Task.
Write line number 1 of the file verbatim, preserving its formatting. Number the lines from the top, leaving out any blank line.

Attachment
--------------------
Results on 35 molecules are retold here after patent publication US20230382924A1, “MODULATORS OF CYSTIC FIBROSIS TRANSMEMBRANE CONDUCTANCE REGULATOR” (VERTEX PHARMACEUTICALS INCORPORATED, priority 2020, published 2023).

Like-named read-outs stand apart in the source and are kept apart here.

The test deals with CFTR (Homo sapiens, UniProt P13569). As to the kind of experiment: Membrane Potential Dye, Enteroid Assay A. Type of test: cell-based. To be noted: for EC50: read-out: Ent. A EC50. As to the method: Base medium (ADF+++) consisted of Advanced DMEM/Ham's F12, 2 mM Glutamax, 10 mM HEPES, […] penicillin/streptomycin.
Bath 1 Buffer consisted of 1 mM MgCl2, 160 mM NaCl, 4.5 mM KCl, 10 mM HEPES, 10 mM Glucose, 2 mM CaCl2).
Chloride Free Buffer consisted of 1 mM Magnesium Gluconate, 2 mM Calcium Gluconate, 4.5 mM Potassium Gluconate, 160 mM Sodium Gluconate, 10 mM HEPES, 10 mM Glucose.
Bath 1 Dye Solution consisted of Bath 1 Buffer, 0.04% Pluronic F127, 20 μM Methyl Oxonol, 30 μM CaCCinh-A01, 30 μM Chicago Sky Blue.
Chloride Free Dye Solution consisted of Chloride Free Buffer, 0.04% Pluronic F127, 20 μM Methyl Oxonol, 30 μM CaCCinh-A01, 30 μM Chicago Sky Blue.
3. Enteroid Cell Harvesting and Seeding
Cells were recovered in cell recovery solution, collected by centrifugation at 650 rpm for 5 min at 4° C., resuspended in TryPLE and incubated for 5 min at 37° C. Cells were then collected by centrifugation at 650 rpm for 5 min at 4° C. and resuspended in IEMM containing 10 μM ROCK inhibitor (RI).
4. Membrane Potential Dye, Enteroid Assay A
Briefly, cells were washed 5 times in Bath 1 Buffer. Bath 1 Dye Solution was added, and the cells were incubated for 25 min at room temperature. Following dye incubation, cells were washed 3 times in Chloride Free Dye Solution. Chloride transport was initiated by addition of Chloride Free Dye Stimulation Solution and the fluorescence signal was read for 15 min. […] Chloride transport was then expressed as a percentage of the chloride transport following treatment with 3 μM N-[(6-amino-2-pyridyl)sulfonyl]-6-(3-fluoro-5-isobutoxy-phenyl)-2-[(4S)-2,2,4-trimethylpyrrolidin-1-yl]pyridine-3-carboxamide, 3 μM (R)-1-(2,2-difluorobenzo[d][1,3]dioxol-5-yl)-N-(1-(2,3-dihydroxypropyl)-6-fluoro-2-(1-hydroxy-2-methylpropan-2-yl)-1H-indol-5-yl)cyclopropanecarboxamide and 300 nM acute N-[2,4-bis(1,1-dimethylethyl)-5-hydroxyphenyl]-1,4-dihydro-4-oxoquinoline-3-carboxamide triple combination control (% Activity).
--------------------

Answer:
Results on 35 molecules are retold here after patent publication US20230382924A1, “MODULATORS OF CYSTIC FIBROSIS TRANSMEMBRANE CONDUCTANCE REGULATOR” (VERTEX PHARMACEUTICALS INCORPORATED, priority 2020, published 2023).